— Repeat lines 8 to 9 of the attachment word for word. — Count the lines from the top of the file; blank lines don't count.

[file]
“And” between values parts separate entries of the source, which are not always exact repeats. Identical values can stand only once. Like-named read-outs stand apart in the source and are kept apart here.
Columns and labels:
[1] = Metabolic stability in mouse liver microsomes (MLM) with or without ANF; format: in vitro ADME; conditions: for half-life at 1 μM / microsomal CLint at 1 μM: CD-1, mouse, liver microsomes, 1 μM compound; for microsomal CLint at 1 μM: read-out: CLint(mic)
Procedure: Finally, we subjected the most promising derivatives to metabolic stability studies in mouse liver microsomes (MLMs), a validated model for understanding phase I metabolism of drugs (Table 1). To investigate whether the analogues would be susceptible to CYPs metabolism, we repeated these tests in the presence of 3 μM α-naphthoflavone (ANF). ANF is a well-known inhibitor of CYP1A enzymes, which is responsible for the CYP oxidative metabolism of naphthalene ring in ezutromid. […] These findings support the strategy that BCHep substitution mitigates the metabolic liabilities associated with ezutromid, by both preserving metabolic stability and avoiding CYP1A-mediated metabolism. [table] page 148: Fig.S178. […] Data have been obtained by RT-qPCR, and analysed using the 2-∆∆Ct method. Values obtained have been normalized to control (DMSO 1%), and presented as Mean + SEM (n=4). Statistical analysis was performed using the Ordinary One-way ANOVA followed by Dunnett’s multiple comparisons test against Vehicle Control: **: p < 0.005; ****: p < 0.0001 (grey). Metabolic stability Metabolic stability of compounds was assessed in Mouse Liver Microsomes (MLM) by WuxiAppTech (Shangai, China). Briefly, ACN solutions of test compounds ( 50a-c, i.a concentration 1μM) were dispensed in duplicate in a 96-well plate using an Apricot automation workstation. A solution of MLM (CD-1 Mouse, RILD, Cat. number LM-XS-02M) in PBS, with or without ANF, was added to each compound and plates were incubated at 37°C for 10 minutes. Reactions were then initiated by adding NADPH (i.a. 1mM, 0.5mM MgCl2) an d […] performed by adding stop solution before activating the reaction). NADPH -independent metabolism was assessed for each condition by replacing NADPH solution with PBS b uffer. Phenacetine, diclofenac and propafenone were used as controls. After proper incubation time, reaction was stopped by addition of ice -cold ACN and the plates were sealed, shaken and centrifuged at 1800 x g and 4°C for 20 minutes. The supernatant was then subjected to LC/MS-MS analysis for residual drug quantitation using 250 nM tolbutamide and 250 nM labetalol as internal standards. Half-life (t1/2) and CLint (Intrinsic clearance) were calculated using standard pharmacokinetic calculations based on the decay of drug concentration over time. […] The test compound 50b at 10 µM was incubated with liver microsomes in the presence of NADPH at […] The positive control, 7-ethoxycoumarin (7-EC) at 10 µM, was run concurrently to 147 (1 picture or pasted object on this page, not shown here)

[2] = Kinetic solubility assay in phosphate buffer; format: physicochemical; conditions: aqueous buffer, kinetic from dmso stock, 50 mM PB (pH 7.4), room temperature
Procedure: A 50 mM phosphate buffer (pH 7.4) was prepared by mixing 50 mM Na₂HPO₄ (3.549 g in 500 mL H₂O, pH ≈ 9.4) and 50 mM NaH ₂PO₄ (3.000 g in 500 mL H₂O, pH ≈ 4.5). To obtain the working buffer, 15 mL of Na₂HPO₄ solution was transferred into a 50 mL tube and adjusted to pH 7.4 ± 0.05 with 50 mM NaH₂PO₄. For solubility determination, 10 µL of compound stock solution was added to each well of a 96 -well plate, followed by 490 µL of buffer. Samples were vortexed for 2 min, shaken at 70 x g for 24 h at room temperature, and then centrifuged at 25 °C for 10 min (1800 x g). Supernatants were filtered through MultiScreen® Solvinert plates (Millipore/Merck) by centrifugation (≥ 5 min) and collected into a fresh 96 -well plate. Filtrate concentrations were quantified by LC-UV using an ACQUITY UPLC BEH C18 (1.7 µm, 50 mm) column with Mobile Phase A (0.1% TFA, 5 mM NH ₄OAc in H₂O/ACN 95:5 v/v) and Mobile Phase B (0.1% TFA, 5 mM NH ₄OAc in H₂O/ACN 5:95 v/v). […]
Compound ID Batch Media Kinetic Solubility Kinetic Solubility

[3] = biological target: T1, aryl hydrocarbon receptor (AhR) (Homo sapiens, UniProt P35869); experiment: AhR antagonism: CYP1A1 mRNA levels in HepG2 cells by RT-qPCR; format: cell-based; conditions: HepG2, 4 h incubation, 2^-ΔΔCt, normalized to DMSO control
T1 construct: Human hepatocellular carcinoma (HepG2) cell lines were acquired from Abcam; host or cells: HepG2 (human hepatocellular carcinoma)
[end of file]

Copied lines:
[3] = biological target: T1, aryl hydrocarbon receptor (AhR) (Homo sapiens, UniProt P35869); experiment: AhR antagonism: CYP1A1 mRNA levels in HepG2 cells by RT-qPCR; format: cell-based; conditions: HepG2, 4 h incubation, 2^-ΔΔCt, normalized to DMSO control
T1 construct: Human hepatocellular carcinoma (HepG2) cell lines were acquired from Abcam; host or cells: HepG2 (human hepatocellular carcinoma)